Chapter

Gorgias

J. C. B. Gosling and C. C. W. Taylor

in The Greeks On Pleasure

Published in print December 1982 | ISBN: 9780198246664
Published online October 2011 | e-ISBN: 9780191681035 | DOI: http://dx.doi.org/10.1093/acprof:oso/9780198246664.003.0005
Gorgias

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This chapter analyzes the Gorgias, both because it is — of the dialogues where pleasure is discussed — most probably the nearest in date to the Protagoras, and because it appears to contain an explicit rejection of the identification of pleasure with the good, which is maintained by Socrates in the latter dialogue. It argues that the position which Callicles defends is very far from the enlightened hedonism of the Protagoras, and the arguments by which Socrates attacks that position have no force against the thesis of that dialogue. So if the Protagoras is a target in the Gorgias, Plato is wide of the mark. It is further argued that Gorgias shows the development towards a specifically Platonic view of pleasure from his original Socratic position.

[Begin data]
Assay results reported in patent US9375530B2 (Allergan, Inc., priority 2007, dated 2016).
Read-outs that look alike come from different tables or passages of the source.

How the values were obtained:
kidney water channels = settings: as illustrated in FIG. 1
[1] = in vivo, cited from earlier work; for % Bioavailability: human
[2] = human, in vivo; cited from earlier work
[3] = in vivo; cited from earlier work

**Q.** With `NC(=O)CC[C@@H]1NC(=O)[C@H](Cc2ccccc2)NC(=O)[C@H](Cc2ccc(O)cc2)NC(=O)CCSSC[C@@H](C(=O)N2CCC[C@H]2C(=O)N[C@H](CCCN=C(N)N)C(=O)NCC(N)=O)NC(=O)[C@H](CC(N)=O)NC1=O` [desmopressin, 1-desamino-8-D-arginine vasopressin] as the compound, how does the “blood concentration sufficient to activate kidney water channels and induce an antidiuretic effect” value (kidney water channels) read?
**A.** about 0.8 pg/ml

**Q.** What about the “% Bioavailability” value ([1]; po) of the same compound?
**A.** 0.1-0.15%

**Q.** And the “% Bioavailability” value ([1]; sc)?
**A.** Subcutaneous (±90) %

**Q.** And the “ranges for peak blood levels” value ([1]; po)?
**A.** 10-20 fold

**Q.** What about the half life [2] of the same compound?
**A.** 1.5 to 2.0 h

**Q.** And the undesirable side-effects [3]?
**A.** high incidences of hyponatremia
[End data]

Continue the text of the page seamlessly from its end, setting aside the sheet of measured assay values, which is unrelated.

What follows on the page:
Keywords: Plato; Protagoras; Callicles; Socrates; pleasure; good; dialogues; hedonism

Chapter.  5421 words. 

Subjects: Ancient Philosophy

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